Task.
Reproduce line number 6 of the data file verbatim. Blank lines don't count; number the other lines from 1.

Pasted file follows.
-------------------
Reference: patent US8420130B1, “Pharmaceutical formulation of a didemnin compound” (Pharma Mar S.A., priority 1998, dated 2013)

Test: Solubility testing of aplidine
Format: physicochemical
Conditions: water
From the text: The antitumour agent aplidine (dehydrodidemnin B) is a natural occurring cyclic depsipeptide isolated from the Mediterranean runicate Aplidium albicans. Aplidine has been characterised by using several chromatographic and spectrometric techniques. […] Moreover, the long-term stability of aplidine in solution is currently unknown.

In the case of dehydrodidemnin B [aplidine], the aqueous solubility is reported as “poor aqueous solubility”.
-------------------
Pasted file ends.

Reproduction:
In the case of dehydrodidemnin B [aplidine], the aqueous solubility is reported as “poor aqueous solubility”.